The precondition given in one or more of the request-header fields evaluated to false when it was tested on the server. This response code allows the client to place preconditions on the current resource metainformation (header field data) and thus prevent the requested method from being applied to a resource other than the one intended.

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Those are really good suggestions on alternatives, and they might be better than using the Reason Phrase. BUT: I would still like an answer to my original question: "CAN it be done? CAN I access the Reason Phrase through the iOS libraries?" :-) –  polesen Jun 16 '11 at 14:20
2  
Rather guess iOS SDK doesn't have HTTP fully implemented - on Android SDK accessing the status text this is no problem at all. Even if the specs say: "The client is not required to examine or display the Reason-Phrase" doesn't mean that it should be unable to. –  syslogic Oct 26 '12 at 2:22
    
I agree with this comment!!! –  Harry May 23 '13 at 10:33
    
iOS developers are always so headstrong. Just because Apple didn't provide it doesn't mean it shouldn't be provided. Just because it isn't required doesn't mean it shouldn't provide access to an optional part of a W3 spec. –  Kevin Jul 24 at 18:01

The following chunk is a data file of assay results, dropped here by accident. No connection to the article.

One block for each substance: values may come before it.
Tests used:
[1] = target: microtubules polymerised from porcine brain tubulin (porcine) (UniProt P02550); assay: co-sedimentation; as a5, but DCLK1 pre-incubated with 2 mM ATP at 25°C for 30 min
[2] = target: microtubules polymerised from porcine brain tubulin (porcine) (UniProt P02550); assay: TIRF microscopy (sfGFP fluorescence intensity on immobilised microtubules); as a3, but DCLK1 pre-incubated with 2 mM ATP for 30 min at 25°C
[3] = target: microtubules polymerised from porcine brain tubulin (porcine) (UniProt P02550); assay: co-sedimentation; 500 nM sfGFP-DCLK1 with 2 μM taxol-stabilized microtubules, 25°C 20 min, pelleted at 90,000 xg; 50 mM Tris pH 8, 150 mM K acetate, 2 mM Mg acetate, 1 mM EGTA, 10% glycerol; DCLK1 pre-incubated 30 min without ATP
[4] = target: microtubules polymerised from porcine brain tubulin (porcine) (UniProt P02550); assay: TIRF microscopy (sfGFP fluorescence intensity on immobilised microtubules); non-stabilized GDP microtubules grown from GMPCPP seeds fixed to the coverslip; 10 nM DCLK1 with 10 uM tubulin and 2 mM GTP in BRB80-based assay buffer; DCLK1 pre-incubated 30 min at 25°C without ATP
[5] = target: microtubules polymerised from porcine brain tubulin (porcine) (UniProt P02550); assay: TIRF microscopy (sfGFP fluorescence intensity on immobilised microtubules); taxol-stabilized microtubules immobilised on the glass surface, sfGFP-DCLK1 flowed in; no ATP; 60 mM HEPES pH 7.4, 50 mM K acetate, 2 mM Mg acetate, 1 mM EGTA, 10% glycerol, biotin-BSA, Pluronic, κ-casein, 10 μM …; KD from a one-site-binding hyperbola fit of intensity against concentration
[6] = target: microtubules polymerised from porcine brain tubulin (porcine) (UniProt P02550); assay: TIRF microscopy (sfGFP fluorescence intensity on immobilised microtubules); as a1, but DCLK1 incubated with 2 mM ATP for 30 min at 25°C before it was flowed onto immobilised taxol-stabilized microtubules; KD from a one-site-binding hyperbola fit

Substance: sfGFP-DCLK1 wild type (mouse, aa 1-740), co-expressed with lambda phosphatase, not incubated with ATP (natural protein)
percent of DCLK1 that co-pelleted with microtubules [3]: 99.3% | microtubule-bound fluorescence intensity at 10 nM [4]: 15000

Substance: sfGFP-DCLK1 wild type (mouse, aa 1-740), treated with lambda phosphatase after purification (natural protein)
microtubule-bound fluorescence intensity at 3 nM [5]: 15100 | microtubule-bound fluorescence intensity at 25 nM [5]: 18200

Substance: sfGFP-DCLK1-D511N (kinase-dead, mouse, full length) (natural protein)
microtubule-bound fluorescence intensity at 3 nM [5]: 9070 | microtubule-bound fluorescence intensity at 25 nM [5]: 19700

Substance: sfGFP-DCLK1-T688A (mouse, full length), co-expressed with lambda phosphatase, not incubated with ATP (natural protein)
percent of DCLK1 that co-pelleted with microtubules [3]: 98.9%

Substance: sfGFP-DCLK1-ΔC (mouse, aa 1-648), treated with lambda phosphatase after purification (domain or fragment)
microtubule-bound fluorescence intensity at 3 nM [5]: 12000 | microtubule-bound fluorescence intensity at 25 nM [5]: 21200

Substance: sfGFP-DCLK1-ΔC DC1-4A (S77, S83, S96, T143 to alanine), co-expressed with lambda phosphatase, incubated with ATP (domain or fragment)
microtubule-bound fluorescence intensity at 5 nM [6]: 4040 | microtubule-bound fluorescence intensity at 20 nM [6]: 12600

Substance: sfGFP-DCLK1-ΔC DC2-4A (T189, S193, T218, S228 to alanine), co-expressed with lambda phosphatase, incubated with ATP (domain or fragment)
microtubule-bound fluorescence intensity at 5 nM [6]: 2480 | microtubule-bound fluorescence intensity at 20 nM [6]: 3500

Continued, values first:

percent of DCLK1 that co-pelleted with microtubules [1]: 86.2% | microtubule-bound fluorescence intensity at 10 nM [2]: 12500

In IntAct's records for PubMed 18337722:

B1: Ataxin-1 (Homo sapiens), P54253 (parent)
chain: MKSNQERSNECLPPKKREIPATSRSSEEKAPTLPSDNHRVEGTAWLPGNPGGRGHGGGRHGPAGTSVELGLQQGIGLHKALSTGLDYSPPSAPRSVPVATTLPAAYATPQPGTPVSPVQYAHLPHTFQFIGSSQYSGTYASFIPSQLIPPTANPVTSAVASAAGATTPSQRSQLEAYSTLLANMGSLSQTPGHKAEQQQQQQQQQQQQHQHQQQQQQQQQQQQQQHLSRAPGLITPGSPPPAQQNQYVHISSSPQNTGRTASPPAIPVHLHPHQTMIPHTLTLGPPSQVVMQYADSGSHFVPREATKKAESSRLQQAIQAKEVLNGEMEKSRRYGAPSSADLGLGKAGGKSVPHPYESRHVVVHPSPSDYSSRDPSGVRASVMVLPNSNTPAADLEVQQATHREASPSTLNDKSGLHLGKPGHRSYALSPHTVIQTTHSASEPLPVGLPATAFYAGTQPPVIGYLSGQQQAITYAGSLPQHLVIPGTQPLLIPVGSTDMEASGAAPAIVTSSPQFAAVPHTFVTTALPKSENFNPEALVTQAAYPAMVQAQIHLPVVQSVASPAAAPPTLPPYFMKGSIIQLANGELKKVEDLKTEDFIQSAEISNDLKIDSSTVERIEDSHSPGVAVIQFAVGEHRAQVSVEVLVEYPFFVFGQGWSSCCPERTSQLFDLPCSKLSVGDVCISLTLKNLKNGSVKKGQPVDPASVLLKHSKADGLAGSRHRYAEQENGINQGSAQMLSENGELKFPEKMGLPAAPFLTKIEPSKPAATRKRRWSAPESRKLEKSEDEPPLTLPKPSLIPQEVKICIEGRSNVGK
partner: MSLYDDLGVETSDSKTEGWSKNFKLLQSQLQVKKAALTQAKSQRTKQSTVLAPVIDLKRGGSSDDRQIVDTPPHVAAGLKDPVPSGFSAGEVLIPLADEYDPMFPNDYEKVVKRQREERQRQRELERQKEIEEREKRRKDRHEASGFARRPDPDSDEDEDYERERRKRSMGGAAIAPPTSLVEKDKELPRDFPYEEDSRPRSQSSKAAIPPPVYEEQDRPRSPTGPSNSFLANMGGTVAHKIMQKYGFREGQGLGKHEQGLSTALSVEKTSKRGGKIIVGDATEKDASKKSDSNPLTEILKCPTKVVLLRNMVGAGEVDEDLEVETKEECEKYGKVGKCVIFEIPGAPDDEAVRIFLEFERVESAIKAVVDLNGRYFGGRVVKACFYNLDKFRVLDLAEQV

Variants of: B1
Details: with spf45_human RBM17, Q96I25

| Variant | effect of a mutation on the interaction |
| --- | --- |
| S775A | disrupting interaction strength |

1  
@Kevin Just so that we're clear, I'm not an iOS developer, and I have no particular opinion regarding whether or not Apple should provide this facility. I'm just saying it's a bad idea to try to rely on it, since the specification explicitly states that the client doesn't have to look at it. In addition, there are clean ways of giving an error message as HTTP stands. Why try to use one that is clearly going for a corner case of the HTTP specification? –  Bruno Jul 24 at 18:13

The class method localizedStringForStatusCode: on NSHTTPURLResponse will get you a localized phrase for the status code received in the response.

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3  
tiarks : Yes, but that is not it. That is just the static description of what a code xxx is. I have edited my question to be more specific. –  polesen Jun 16 '11 at 13:26